There are currently 16 undergraduate and ten postgraduate students (including Masters and Doctorate students) enrolled in this Seminar. As a clinical psychology course, we are involved in research in a range of areas, although many of the undergraduate and postgraduate students are closely involved in school psychology. The course includes weekly classes for reading and discussion of literature on drug dependence and psychiatric therapy in the aftermath of disasters, as well as regular student presentations on individual topics every semester and more general presentations during the intensive summer school period. Community engagement is a key feature of the course, and we work with local schools to provide mental health services tailored to their specific requirements. This course has a very diverse student cohort of varying ages and academic levels, from third-year undergraduates to doctoral students, including a significant number of overseas students from countries such as Iran and South Korea. Many of the postgraduate students boast prior work experience as speech therapists, nurses and teachers, so there is plenty of opportunity for all participants to learn about other cultures and vocations. Our aim as instructors is to ensure that every student is able to develop a clinical awareness while enjoying their studies.
The weekly psychology seminars were very helpful and informative. The presentations were clear and simple and easy for foreign language students to understand.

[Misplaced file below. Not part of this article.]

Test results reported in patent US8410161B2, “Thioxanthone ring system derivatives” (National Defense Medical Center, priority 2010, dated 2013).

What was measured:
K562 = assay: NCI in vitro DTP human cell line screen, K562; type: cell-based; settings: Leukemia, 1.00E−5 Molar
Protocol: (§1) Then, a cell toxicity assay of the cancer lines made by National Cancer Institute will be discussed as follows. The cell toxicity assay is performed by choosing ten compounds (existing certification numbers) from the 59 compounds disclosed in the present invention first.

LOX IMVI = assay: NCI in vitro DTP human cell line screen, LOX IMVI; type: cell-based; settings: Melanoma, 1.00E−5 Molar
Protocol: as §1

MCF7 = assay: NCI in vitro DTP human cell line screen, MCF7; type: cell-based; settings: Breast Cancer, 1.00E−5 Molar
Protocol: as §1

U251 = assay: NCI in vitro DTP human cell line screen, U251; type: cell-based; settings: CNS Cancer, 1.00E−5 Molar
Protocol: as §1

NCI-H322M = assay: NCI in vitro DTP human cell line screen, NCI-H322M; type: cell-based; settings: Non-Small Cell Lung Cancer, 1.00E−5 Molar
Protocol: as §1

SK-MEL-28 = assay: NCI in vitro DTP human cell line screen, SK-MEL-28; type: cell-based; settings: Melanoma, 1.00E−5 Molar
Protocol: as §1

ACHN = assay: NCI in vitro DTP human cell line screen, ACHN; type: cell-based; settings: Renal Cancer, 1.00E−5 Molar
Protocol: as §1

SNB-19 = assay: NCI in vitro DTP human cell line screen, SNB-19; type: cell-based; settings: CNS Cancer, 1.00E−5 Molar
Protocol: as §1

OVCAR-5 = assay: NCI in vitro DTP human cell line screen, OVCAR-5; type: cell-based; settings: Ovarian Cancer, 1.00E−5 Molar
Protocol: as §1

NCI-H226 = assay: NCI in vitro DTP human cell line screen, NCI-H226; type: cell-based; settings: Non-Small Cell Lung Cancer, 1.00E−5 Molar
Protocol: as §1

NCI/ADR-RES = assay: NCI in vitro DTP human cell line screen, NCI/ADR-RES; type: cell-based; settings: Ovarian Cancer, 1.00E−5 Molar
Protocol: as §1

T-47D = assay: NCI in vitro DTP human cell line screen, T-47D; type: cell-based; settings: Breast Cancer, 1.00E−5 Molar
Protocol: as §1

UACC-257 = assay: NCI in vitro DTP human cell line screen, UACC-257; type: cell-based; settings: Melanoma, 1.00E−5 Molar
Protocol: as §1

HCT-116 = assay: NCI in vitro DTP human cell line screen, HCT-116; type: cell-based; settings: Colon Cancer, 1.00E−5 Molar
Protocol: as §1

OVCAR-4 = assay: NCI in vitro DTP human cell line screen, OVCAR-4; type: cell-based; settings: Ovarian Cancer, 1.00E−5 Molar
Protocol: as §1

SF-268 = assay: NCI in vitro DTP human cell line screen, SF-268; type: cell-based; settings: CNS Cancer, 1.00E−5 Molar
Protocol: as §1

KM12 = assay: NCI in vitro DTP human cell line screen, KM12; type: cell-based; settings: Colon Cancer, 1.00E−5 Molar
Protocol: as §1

My research topic is the home environment and associated stressors. Family composition and family dynamics, in particular responsibilities for child-rearing, vary considerably between countries. Tokai University has students from over 40 different countries. I asked them to complete a questionnaire survey as part of my analysis of differences in families throughout the world.
The main attraction of the Seminar for me is the strong emphasis that is placed on study. Each of us has to deliver a presentation on an entire chapter of the book we are currently reading. This means that we each have to read through our allotted chapters so that we have a good understanding of what it's about. After our presentation, we have time for discussion where we are able to put forward our own views and opinions. There other opportunities for study, such as the homework groups in the evenings. Sometimes these go until quite late, but they are always very worthwhile.